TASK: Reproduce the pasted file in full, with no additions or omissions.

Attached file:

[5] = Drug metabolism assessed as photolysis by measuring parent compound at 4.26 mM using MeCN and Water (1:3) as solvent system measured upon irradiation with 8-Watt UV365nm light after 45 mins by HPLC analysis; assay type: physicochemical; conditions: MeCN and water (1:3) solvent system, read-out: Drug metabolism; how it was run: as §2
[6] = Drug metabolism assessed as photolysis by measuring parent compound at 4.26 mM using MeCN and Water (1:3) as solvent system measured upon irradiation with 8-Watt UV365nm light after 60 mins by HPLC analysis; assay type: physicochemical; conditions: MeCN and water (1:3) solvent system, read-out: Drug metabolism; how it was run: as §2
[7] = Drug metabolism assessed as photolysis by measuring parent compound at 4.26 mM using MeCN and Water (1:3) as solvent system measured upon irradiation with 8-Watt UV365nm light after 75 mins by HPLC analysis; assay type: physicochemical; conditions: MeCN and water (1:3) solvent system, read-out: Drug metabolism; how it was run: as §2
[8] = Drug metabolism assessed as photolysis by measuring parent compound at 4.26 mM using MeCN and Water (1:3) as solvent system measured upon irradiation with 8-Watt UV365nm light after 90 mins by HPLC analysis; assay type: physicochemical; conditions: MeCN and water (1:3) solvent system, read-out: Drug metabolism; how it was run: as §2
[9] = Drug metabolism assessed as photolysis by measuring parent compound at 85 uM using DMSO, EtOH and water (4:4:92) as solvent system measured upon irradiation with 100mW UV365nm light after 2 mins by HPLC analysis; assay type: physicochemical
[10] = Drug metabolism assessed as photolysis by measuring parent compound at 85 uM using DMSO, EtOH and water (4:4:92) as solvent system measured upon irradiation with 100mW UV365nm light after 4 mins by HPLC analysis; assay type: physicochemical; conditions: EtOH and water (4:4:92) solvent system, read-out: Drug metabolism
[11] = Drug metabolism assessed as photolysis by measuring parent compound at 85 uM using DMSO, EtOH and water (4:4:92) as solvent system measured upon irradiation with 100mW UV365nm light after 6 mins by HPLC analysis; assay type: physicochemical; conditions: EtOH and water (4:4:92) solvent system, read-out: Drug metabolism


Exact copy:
[5] = Drug metabolism assessed as photolysis by measuring parent compound at 4.26 mM using MeCN and Water (1:3) as solvent system measured upon irradiation with 8-Watt UV365nm light after 45 mins by HPLC analysis; assay type: physicochemical; conditions: MeCN and water (1:3) solvent system, read-out: Drug metabolism; how it was run: as §2
[6] = Drug metabolism assessed as photolysis by measuring parent compound at 4.26 mM using MeCN and Water (1:3) as solvent system measured upon irradiation with 8-Watt UV365nm light after 60 mins by HPLC analysis; assay type: physicochemical; conditions: MeCN and water (1:3) solvent system, read-out: Drug metabolism; how it was run: as §2
[7] = Drug metabolism assessed as photolysis by measuring parent compound at 4.26 mM using MeCN and Water (1:3) as solvent system measured upon irradiation with 8-Watt UV365nm light after 75 mins by HPLC analysis; assay type: physicochemical; conditions: MeCN and water (1:3) solvent system, read-out: Drug metabolism; how it was run: as §2
[8] = Drug metabolism assessed as photolysis by measuring parent compound at 4.26 mM using MeCN and Water (1:3) as solvent system measured upon irradiation with 8-Watt UV365nm light after 90 mins by HPLC analysis; assay type: physicochemical; conditions: MeCN and water (1:3) solvent system, read-out: Drug metabolism; how it was run: as §2
[9] = Drug metabolism assessed as photolysis by measuring parent compound at 85 uM using DMSO, EtOH and water (4:4:92) as solvent system measured upon irradiation with 100mW UV365nm light after 2 mins by HPLC analysis; assay type: physicochemical
[10] = Drug metabolism assessed as photolysis by measuring parent compound at 85 uM using DMSO, EtOH and water (4:4:92) as solvent system measured upon irradiation with 100mW UV365nm light after 4 mins by HPLC analysis; assay type: physicochemical; conditions: EtOH and water (4:4:92) solvent system, read-out: Drug metabolism
[11] = Drug metabolism assessed as photolysis by measuring parent compound at 85 uM using DMSO, EtOH and water (4:4:92) as solvent system measured upon irradiation with 100mW UV365nm light after 6 mins by HPLC analysis; assay type: physicochemical; conditions: EtOH and water (4:4:92) solvent system, read-out: Drug metabolism